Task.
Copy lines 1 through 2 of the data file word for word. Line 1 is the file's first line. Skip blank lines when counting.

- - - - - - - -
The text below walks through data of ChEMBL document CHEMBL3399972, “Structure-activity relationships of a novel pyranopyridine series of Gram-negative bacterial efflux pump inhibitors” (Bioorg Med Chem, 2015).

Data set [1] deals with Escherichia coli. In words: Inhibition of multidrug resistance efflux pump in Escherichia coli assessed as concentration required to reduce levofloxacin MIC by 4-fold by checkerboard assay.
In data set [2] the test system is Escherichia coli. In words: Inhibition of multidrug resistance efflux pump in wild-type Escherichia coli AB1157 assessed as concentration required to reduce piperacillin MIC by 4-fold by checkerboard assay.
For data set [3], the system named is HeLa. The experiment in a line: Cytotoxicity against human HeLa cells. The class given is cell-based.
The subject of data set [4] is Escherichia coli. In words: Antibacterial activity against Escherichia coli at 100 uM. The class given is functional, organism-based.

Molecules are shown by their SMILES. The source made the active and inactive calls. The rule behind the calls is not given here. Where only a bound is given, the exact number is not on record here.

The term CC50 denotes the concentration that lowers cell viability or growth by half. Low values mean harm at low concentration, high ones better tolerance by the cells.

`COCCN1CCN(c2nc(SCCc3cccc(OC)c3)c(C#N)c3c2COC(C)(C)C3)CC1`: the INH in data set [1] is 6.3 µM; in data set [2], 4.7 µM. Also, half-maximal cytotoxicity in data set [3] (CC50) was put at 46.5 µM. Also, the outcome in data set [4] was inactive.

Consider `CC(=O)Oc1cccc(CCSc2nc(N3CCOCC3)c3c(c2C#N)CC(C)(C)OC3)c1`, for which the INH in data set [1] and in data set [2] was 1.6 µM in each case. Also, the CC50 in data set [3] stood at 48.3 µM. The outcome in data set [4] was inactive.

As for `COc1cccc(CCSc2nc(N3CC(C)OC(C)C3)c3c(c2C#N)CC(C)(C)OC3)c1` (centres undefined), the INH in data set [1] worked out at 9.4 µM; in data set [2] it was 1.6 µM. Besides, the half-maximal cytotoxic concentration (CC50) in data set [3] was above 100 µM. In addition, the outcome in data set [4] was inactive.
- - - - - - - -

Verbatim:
The text below walks through data of ChEMBL document CHEMBL3399972, “Structure-activity relationships of a novel pyranopyridine series of Gram-negative bacterial efflux pump inhibitors” (Bioorg Med Chem, 2015).

Data set [1] deals with Escherichia coli. In words: Inhibition of multidrug resistance efflux pump in Escherichia coli assessed as concentration required to reduce levofloxacin MIC by 4-fold by checkerboard assay.